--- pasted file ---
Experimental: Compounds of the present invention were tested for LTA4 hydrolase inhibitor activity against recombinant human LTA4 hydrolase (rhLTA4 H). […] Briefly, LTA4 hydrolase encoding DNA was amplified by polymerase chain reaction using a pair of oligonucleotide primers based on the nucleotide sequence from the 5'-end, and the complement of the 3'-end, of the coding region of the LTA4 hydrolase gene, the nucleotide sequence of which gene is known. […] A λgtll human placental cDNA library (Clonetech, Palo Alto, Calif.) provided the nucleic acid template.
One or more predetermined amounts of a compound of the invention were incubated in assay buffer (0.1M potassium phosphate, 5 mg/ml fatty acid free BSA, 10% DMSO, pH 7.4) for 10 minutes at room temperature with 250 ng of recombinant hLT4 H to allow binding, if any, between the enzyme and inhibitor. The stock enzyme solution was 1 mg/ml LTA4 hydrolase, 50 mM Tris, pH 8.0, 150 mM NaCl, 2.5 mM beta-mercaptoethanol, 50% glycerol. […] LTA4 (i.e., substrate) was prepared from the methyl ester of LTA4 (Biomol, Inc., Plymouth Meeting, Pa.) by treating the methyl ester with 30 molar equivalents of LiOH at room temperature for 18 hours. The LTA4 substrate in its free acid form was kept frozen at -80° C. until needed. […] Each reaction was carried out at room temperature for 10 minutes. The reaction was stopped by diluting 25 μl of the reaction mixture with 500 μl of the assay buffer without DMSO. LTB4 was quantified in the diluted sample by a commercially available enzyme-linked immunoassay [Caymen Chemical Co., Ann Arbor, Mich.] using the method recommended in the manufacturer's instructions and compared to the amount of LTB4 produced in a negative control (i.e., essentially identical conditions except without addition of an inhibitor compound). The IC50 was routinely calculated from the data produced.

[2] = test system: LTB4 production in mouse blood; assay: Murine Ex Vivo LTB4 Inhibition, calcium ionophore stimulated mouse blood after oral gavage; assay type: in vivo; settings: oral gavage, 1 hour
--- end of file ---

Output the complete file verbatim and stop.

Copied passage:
Experimental: Compounds of the present invention were tested for LTA4 hydrolase inhibitor activity against recombinant human LTA4 hydrolase (rhLTA4 H). […] Briefly, LTA4 hydrolase encoding DNA was amplified by polymerase chain reaction using a pair of oligonucleotide primers based on the nucleotide sequence from the 5'-end, and the complement of the 3'-end, of the coding region of the LTA4 hydrolase gene, the nucleotide sequence of which gene is known. […] A λgtll human placental cDNA library (Clonetech, Palo Alto, Calif.) provided the nucleic acid template.
One or more predetermined amounts of a compound of the invention were incubated in assay buffer (0.1M potassium phosphate, 5 mg/ml fatty acid free BSA, 10% DMSO, pH 7.4) for 10 minutes at room temperature with 250 ng of recombinant hLT4 H to allow binding, if any, between the enzyme and inhibitor. The stock enzyme solution was 1 mg/ml LTA4 hydrolase, 50 mM Tris, pH 8.0, 150 mM NaCl, 2.5 mM beta-mercaptoethanol, 50% glycerol. […] LTA4 (i.e., substrate) was prepared from the methyl ester of LTA4 (Biomol, Inc., Plymouth Meeting, Pa.) by treating the methyl ester with 30 molar equivalents of LiOH at room temperature for 18 hours. The LTA4 substrate in its free acid form was kept frozen at -80° C. until needed. […] Each reaction was carried out at room temperature for 10 minutes. The reaction was stopped by diluting 25 μl of the reaction mixture with 500 μl of the assay buffer without DMSO. LTB4 was quantified in the diluted sample by a commercially available enzyme-linked immunoassay [Caymen Chemical Co., Ann Arbor, Mich.] using the method recommended in the manufacturer's instructions and compared to the amount of LTB4 produced in a negative control (i.e., essentially identical conditions except without addition of an inhibitor compound). The IC50 was routinely calculated from the data produced.

[2] = test system: LTB4 production in mouse blood; assay: Murine Ex Vivo LTB4 Inhibition, calcium ionophore stimulated mouse blood after oral gavage; assay type: in vivo; settings: oral gavage, 1 hour